##### Symmetry Number

As discussed previously, the symmetry number $$σ$$ corrects for overcounting of rotational configurations. If the molecule has no center of symmetry (e.g. $$\ce{HCN}$$) $$\sigma = 1$$ whereas if the molecule has a center of symmetry (e.g. $$\ce{CO2}$$) then $$\sigma = 2$$.

The final result is:

$q_{rot} = \dfrac{\pi^2}{\sigma} \sqrt{\dfrac{8 \pi I_A kT}{h^2}} \sqrt{\dfrac{8 \pi I_B kT}{h^2}} \sqrt{\dfrac{8 \pi I_C kT}{h^2}} \label{big0}$

##### Classical Derivation (Optional)

We can explicitly obtain the classical rotational partition function of an asymmetric top by writing the classical expression for the rotational energy in terms of the Euler angles. The orientation of a rigid rotor can be specified by there Euler angles $$θ$$, $$φ$$, and $$ψ$$ with the ranges of angles $$0$$ to $$π$$, $$0$$ to $$2π$$ and $$0$$ to $$2π$$ respectively. The rotational Hamiltonian for the kinetic energy can be written in terms of the angles and their conjugate momenta ( $$p_{\theta}$$, $$p_{\phi}$$, $$p_{\psi}$$)

$H = \dfrac{\sin^2 \psi}{2I_A} \left( p_{\theta} - \dfrac{\cos \psi}{\sin \theta \sin \psi} ( p_{\phi} - \cos \theta p_{\psi} ) \right)^2 \nonumber$

$+ \dfrac{\cos^2 \psi}{2I_B} \left( p_{\theta} - \dfrac{\sin \psi}{\cos \theta \cos \psi} ( p_{\phi} - \cos \theta p_{\psi} ) \right)^2 + \dfrac{1}{2I_C} p_{\psi}^2\nonumber$

The classical rotational partition function is given by

$q_{rot} = \int_{-\infty}^ {\infty} \int_{-\infty}^ {\infty} \int_{-\infty}^ {\infty} \int_{0}^ {\pi} \int_{0}^ {2\pi} \int_{0}^ {2\pi} \dfrac{1}{h^3} e ^{-H(p,q)/kT} dp_{\theta}\, dp_{\phi} \, dp_{\psi} \,d \theta \,d \phi \,d \psi \nonumber$

The integrations can be simplified by rewriting $$H(p,q) / kT$$ as

$\dfrac{H}{kT} = \dfrac{1}{2I_AkT} \left( \dfrac{\sin^2 \psi}{I_A} + \dfrac{\cos^2 \psi}{I_B} \right) \left( p_{\theta} + \left( \dfrac{1}{I_B} - \dfrac{1}{I_A} \right) \dfrac{\sin \psi \cos \psi}{\sin \theta \left(\dfrac{\sin^ \psi}{I_A} + \dfrac{\cos^2 \psi}{I_B} \right) } (p_{\phi} - \cos \theta p_{\psi}) \right)^2\nonumber$

$+ \dfrac{1}{2 kT I_AI_B \sin^2 \theta} \left( \dfrac{1}{\sin \theta \left(\dfrac{\sin^ \psi}{I_A} + \dfrac{\cos^2 \psi}{I_B} \right) } (p_{\phi} - \cos \theta p_{\psi}) \right)^2 + \dfrac{1}{2KT I_c} p^2_{\psi}\nonumber$

Using the following integral,

$\int_{-\infty}^ {\infty} e^{-a(x+b)^2} dx = \int_{-\infty}^{\infty} e ^{-ax^2} dx = \sqrt{\dfrac{\pi}{a}}\nonumber$

Integration over $$p_θ$$ gives using the above expression

$\sqrt{ 2 \pi kT} \left( \dfrac{\sin^2 \psi}{I_A} + \dfrac{\cos^2 \psi}{I_B} \right)^{-1/2} \label{SA1}$

Integration over $$p_φ$$ gives the factor,

$\sqrt{ 2 \pi kT I_AI_B} \sin \theta \left( \dfrac{\sin^2 \psi}{I_A} + \dfrac{\cos^2 \psi}{I_B} \right)^{1/2}\nonumber$

This cancels partly the second square root in Equation $$\ref{SA1}$$. Integration over $$p_ψ$$ gives the factor

$\sqrt{2 \pi k T I_c}\nonumber$

Integration over $$θ$$, $$φ$$ and $$ψ$$ gives a factor of $$8 π^ 2$$.

$\int _0^{\pi} \sin \theta \,d\theta =2\nonumber$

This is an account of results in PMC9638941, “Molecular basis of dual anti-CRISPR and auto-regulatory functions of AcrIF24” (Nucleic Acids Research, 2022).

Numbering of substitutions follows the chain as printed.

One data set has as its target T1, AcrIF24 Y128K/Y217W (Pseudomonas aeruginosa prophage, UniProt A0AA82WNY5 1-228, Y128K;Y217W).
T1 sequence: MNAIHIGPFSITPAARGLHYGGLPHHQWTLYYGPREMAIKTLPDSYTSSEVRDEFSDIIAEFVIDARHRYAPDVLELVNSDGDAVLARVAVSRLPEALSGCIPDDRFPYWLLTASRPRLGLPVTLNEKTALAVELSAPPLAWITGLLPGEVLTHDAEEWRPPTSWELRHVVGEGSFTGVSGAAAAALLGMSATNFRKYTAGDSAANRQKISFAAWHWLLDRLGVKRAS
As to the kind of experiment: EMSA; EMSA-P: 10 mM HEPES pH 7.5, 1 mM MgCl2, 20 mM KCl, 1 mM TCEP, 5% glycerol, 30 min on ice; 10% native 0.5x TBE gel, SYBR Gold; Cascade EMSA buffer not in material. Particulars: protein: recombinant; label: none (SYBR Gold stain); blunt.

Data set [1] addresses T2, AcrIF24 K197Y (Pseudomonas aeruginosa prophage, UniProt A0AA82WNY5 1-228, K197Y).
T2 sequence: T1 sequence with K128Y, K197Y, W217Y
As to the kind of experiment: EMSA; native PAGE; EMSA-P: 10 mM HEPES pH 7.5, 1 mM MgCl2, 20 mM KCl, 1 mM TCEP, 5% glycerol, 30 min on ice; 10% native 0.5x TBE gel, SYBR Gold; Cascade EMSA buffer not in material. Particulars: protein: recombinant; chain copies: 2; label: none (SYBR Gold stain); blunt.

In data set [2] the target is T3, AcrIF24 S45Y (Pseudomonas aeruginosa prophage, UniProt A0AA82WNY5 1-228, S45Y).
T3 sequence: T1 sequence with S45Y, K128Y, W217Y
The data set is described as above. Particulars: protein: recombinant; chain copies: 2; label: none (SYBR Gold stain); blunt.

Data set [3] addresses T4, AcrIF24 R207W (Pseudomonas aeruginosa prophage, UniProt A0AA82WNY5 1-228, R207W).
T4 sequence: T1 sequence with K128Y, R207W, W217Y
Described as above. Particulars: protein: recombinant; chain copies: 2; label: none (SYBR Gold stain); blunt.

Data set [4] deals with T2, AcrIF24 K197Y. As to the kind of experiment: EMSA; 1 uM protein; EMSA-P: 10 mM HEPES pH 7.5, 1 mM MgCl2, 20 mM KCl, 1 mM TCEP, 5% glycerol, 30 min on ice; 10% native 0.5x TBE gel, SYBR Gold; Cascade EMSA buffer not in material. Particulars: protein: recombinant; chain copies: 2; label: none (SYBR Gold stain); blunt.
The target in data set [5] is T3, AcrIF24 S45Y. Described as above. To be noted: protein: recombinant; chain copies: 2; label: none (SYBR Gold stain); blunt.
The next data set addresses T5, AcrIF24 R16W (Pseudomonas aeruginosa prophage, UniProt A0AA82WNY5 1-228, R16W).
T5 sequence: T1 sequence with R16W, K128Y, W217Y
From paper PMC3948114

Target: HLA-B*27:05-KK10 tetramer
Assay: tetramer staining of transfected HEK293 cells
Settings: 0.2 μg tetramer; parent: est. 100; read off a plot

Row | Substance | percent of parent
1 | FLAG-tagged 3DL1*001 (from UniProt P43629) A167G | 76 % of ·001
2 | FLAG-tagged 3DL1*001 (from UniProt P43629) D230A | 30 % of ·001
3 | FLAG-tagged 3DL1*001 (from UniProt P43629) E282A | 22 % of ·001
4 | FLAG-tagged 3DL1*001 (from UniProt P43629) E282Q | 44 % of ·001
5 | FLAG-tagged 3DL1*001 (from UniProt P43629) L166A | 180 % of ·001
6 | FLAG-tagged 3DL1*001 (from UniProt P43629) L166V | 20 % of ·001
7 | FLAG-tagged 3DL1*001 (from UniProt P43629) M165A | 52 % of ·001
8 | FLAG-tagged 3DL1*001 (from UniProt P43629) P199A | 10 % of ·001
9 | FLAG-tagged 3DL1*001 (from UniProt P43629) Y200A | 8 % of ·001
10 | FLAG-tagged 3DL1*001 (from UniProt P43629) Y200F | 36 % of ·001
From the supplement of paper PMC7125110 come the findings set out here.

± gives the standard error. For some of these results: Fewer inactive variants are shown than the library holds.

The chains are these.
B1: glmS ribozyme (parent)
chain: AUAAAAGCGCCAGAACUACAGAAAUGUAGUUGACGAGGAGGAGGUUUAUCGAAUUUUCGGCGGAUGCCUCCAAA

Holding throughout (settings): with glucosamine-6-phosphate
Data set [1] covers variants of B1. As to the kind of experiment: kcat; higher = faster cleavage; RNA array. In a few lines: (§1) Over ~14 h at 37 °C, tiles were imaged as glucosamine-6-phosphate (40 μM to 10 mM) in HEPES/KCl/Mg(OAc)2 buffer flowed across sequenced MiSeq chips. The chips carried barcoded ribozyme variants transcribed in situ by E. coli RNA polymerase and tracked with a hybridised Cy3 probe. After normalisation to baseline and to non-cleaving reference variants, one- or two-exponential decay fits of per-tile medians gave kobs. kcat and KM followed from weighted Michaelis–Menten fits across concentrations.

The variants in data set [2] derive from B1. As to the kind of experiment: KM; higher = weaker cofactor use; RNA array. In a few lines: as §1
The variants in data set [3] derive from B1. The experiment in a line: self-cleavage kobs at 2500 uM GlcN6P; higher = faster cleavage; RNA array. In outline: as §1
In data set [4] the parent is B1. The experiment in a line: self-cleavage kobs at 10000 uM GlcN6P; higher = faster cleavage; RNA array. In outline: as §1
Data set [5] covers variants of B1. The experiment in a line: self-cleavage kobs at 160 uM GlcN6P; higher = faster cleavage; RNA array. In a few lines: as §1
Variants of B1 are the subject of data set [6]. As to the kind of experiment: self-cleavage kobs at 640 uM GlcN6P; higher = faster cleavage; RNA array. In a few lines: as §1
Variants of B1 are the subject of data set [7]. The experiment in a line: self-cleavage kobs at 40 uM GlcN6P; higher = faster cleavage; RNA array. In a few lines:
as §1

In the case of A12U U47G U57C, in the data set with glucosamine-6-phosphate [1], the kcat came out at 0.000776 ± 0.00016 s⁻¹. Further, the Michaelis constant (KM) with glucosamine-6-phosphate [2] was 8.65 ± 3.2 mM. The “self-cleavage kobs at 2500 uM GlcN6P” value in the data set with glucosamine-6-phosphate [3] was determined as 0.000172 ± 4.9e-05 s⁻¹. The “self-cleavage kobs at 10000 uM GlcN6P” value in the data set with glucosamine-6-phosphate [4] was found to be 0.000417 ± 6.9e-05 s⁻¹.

$\int_0^{2\pi} d\phi = 2 \pi\nonumber$

$\int_0^{2\pi} d \psi = 2\pi\nonumber$

Combining all the integrals, we finally get Equation $$\ref{big0}$$ after reintroduced the symmetry number $$σ$$ as before with diatomic molecular rotation.

We can simplify calculations by defining characteristic rotational temperatures for each axis of rotational:

$\Theta _A = \dfrac{h^2}{8 \pi^2 I_A k} \nonumber$

$\Theta _B = \dfrac{h^2}{8 \pi^2 I_B k} \nonumber$

$\Theta_C = \dfrac{h^2}{8 \pi^2 I_C k} \nonumber$

The polyatomic rotational partition function expressed in Equation $$\ref{big0}$$ can then be re-expressed as:

$q_{rot} = \dfrac{\sqrt{\pi}}{\sigma}\sqrt{\dfrac{T^3}{ \Theta_A \Theta_B \Theta_C }} \label{RotQ1}$

or alternatively:

$\ln q_{rot} = \dfrac{1}{2} \ln \dfrac{\pi T}{ \Theta_A \Theta_B \Theta_C \sigma^2}\nonumber$

##### Example: Nitrogen Dioxide

The three characteristic rotational temperatures for $$\ce{NO_2}$$ are $$111.5\, K$$, $$0.624\, K$$ and $$0.590\, K$$. Calculate the rotational partition function at 300 K.

###### Solution

The rotational temperature is given by Equation $$\ref{RotQ1}$$:

$q_{rot} = \dfrac{\sqrt{\pi}}{\sigma} \sqrt{\dfrac{T^3}{ \Theta_A \Theta_B \Theta_C }} \nonumber$

The rotational partition function becomes,

$q_{rot} = \dfrac{1.772}{2} \sqrt{\dfrac{300\; K}{ (11.5\; K)(0.624\,K) ( 22.55\;K)}} = 2242.4 \nonumber$

## Thermodynamics Properties

The molar thermodynamic functions can be readily calculated including average rotation energy and molar heat capacity:

$E_{rot} = \dfrac{3}{2} RT\nonumber$

and:

$\bar{C_V}= \dfrac{3}{2} R\nonumber$

Improvements over the classical approximation for the rotational partition function derived above have been obtained. One of the improved versions (with no derivation) is:

$q_{rot} = q_{rot}^0 \left[ 1+ \dfrac{h^2}{96 \pi^2 kT} \left( \dfrac{2}{I_A} + \dfrac{2}{I_C} + \dfrac{2}{I_C} + \dfrac{I_C}{I_BI_B} - \dfrac{I_A}{I_BI_C} - \dfrac{I_B}{I_AI_C} \right) \right]\nonumber$

where $$q_{rot}^0$$ is the classical approximation in Equation $$\ref{big0}$$.

Comparing this result with the vibrational partition function calculation before ($$q_{vib} = 1.0035$$), give the implication that while multiple rotational states are accessible at room temperature, very few vibrational states (other than the ground vibrational state) are accessible.